Naturalist Russel Core (a soft-spoken Geoffrey Wright) comes to the dark and frosty Alaskan wilderness to hunt a wolf believed to have taken a grieving mother’s son. What he finds instead is a harrowing environment of murder and mysticism. Jeremy Saulnier (Blue Ruin, Green Room) is an exciting young director with an uncompromising vision, and who makes movies with real stakes. His new release, the Netflix original Hold the Dark, is true to form.
The icy landscape is beautifully shot, and the camera carefully employed. Saulnier makes thoughtful decisions about what to show, and what to keep at a remove, in order to give us Russel Core’s perspective. Core is an outsider, sometimes actively participating, but mostly watching on in a horror he can’t quite walk away from. Like the hard-boiled detective of film noir, he is trapped by his conscience, helping not for any pleasure, but because someone has to.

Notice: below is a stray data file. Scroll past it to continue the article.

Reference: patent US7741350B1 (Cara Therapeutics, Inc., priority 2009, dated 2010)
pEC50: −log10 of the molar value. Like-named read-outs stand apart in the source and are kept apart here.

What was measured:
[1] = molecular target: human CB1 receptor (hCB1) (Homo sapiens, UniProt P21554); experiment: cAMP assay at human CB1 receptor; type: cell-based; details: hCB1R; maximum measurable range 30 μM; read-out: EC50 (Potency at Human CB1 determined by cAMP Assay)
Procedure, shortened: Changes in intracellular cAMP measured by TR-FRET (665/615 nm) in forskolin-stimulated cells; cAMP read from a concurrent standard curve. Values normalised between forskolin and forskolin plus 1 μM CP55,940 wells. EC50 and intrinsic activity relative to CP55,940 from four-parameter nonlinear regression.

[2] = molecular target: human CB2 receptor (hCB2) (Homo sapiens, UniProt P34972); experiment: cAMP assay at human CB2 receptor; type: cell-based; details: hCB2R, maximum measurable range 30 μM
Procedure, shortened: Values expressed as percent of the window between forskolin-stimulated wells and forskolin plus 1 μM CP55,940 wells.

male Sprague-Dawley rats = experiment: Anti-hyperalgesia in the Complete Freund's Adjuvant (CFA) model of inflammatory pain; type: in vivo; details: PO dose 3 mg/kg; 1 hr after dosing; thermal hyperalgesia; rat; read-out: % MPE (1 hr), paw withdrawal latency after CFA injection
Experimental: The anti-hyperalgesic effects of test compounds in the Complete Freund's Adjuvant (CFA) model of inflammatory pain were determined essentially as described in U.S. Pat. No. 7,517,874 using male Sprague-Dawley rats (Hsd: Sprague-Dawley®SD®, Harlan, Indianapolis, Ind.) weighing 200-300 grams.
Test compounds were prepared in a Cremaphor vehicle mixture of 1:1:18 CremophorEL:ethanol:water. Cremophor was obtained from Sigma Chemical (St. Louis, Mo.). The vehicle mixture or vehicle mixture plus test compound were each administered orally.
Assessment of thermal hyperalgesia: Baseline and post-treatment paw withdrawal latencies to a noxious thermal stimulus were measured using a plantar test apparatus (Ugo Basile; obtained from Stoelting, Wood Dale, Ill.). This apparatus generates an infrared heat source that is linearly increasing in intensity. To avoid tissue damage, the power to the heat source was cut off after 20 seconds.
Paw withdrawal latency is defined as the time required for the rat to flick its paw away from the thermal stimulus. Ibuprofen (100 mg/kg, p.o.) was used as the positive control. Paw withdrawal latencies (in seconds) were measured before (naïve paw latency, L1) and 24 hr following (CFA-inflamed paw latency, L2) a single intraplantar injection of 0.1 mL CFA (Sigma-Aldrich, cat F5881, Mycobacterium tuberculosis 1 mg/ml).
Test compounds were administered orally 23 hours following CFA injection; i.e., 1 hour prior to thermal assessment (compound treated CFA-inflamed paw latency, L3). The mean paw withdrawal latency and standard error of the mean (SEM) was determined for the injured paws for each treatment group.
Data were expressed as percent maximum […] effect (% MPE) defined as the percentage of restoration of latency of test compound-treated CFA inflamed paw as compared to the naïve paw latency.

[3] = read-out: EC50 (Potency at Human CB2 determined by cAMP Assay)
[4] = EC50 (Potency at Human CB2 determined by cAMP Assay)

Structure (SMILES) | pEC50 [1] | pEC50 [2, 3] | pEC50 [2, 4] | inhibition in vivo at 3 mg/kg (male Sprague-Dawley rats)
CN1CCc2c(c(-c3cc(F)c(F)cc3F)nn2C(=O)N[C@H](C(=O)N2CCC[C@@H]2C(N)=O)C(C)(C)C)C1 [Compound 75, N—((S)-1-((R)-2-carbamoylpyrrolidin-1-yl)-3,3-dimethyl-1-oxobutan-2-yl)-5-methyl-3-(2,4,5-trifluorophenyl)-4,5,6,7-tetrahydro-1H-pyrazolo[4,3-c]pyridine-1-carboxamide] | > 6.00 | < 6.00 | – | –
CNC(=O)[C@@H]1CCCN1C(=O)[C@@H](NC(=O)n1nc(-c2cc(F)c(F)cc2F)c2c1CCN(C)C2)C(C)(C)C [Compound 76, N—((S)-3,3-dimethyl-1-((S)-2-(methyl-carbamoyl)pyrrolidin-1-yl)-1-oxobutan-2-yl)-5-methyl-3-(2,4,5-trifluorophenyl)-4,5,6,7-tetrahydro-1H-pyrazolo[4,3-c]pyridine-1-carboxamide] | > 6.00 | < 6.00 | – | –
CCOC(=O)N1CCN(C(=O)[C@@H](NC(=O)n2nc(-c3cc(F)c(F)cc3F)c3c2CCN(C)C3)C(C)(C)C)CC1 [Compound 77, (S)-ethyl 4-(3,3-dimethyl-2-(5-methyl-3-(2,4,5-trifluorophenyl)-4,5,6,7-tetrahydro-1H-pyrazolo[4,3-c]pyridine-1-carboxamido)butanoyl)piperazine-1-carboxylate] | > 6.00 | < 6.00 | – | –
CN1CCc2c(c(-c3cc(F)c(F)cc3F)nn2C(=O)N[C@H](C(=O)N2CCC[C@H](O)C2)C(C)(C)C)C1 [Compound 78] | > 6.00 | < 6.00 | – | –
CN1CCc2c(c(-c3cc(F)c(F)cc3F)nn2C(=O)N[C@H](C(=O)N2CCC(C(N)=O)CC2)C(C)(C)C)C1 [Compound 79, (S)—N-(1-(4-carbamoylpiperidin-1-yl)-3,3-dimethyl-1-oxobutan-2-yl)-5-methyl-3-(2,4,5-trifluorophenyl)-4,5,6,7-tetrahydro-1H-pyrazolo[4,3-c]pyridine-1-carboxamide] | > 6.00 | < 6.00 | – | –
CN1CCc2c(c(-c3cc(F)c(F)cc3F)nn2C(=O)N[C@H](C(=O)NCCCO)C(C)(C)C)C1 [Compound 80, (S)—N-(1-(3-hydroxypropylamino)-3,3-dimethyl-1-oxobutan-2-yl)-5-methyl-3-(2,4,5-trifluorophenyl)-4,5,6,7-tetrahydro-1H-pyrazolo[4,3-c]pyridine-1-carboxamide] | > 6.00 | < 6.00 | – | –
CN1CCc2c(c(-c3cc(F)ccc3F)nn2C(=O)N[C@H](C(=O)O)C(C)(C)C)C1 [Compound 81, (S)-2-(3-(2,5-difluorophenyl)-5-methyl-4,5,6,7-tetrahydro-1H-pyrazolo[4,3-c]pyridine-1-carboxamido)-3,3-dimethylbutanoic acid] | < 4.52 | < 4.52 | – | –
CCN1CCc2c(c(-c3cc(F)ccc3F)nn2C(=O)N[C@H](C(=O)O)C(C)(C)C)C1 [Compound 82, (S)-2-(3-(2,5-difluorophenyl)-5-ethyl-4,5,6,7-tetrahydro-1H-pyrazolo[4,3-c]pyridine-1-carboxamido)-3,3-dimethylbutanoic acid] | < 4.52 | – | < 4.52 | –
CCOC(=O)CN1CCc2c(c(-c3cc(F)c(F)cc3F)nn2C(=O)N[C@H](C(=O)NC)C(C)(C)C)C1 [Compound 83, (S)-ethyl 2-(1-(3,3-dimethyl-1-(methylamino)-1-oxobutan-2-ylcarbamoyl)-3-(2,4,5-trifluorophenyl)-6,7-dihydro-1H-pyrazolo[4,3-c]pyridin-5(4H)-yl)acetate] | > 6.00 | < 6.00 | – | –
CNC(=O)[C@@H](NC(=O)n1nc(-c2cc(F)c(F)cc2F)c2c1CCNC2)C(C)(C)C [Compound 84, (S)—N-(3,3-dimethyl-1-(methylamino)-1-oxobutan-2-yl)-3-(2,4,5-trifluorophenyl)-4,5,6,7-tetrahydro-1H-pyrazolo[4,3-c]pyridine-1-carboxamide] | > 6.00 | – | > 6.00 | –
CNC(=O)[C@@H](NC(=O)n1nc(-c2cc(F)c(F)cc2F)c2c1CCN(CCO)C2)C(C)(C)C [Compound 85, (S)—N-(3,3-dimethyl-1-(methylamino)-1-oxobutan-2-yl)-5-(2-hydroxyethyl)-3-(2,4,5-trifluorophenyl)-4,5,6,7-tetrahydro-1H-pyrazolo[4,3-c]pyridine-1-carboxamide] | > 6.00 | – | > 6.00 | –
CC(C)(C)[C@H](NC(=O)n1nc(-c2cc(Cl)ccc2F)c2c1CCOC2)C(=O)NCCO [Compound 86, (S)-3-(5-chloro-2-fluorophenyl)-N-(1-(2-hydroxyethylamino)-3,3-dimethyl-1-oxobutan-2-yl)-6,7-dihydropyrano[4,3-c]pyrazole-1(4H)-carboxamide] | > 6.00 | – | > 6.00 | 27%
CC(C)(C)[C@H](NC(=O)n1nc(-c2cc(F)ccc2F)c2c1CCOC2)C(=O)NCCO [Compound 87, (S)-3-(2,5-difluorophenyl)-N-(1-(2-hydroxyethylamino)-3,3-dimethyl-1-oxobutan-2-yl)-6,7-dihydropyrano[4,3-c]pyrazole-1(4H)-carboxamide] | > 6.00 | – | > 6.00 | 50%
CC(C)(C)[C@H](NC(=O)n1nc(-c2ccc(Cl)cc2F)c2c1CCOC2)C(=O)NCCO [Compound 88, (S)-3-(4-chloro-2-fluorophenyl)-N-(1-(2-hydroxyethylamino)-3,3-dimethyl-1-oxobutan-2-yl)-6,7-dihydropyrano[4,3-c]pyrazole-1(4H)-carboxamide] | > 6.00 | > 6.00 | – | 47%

This is a grim and portentous film, about broken people who have surrendered to hell on earth. Like Saulnier’s other films, this one is not afraid to blindside the audience. No character is safe from the sudden shot from the dark, and this increases the atmosphere of uneasy danger. However, Hold the Dark leans a little too heavily on its quiet, ominous tone, with the balance perhaps not providing enough thrills to earn the rests. There is some thematic probing going on below the surface, mostly fatalistic – can we really make a difference in a screwed-up world? Can we help one person? Can we even help ourselves? – but the answers may not be profound enough to pay off.
As a result, Hold the Dark is a little disappointing, but still worth a watch on a chilly winter’s eve, curled up in your bed, pensive and lonely. It doesn’t detract from Saulnier’s status as a visionary director with a bright future. One who can simultaneously offer up genre thrills, complex performances, and something interesting (however bleak) to say about the world.
Hold the Dark is streaming on Netflix now.